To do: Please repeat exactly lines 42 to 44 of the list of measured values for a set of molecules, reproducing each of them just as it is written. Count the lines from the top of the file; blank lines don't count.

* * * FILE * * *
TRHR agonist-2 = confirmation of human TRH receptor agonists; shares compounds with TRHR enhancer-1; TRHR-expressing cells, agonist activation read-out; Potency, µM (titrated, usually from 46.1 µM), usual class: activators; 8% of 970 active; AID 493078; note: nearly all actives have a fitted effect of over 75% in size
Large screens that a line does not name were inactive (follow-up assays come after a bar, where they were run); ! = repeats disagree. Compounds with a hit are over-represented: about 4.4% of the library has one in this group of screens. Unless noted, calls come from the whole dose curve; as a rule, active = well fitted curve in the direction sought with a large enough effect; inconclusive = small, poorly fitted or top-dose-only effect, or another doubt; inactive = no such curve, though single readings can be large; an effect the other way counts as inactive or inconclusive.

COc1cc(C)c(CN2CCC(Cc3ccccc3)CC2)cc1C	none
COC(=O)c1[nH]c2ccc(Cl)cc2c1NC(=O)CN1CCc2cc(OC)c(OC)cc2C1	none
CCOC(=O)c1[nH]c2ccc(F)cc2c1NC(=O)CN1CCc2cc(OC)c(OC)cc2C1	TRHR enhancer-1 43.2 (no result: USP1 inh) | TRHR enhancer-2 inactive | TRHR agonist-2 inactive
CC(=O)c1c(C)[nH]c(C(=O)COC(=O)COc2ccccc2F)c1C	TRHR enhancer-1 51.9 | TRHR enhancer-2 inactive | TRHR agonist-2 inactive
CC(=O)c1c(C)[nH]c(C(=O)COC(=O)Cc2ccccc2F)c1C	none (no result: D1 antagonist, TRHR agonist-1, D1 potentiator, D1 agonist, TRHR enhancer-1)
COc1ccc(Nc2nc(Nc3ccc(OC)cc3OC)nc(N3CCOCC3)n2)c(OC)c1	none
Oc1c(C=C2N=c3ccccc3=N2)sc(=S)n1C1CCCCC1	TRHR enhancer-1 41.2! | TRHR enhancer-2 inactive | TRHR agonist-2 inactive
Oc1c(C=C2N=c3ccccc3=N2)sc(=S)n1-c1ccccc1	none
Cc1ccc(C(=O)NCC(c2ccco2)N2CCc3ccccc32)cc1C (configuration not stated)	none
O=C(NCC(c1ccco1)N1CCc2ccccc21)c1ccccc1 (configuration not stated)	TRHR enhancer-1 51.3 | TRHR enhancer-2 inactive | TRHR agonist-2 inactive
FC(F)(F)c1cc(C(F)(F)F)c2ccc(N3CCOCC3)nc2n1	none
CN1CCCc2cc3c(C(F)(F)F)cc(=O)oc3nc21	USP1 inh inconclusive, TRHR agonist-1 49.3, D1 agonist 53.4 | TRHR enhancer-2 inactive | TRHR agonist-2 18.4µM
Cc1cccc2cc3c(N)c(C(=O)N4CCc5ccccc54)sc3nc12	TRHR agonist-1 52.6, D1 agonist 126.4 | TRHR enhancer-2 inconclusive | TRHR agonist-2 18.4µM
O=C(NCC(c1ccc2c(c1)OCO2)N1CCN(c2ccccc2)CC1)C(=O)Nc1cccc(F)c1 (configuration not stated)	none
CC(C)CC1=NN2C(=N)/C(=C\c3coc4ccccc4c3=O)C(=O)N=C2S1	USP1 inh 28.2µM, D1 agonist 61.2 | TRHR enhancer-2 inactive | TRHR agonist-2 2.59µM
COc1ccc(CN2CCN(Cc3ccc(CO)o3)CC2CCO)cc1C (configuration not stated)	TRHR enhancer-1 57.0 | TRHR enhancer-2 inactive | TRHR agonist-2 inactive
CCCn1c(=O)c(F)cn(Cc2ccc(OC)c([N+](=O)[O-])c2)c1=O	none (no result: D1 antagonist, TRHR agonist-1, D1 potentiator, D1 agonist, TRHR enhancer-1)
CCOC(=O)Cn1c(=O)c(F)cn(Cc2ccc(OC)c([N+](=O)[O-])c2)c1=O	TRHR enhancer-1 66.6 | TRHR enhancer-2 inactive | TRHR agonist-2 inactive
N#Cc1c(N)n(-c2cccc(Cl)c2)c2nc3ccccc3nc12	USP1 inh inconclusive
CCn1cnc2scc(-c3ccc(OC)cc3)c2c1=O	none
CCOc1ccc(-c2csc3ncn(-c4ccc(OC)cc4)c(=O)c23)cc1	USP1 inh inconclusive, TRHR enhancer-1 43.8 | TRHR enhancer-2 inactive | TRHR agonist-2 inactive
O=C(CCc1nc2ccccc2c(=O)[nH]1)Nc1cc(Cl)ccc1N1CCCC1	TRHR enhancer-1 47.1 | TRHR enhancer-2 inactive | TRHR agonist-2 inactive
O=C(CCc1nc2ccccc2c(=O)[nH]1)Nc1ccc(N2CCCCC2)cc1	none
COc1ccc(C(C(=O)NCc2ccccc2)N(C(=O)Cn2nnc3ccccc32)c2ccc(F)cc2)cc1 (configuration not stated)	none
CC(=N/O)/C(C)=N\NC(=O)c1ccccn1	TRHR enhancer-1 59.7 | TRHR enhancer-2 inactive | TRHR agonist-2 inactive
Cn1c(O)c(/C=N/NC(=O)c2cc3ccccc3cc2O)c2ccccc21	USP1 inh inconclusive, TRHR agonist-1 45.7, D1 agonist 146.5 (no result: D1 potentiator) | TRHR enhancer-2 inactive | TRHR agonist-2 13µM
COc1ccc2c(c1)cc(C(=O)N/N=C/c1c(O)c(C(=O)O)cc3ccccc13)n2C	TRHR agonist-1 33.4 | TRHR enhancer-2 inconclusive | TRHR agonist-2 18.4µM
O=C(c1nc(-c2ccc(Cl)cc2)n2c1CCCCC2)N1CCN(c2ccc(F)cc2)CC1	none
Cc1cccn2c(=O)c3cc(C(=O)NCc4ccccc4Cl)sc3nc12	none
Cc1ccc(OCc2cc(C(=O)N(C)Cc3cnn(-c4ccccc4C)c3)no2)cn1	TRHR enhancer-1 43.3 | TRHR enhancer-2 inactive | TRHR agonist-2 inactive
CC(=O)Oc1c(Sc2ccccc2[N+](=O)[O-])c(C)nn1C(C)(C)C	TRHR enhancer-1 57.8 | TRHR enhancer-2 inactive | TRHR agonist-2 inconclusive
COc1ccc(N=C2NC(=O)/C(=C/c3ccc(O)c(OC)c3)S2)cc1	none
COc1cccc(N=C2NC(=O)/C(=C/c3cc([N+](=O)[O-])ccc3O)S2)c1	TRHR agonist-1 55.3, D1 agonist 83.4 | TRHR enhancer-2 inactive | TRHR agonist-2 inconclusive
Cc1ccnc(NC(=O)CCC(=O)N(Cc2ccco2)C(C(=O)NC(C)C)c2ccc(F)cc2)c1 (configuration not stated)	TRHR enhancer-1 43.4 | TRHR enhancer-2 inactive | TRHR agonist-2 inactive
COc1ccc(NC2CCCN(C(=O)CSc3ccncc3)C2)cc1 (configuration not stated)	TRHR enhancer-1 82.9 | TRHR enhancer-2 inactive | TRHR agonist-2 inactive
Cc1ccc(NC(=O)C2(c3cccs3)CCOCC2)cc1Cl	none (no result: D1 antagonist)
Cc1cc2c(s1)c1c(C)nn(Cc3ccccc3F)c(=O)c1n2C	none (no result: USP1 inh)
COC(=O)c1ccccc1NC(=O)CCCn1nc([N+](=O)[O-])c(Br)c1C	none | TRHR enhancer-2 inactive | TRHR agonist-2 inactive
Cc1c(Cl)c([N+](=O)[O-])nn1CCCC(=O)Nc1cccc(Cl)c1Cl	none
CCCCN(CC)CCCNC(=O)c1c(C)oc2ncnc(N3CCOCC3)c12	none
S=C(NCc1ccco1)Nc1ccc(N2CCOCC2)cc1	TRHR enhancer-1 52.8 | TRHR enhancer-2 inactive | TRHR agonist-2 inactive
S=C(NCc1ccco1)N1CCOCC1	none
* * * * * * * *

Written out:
CCCCN(CC)CCCNC(=O)c1c(C)oc2ncnc(N3CCOCC3)c12	none
S=C(NCc1ccco1)Nc1ccc(N2CCOCC2)cc1	TRHR enhancer-1 52.8 | TRHR enhancer-2 inactive | TRHR agonist-2 inactive
S=C(NCc1ccco1)N1CCOCC1	none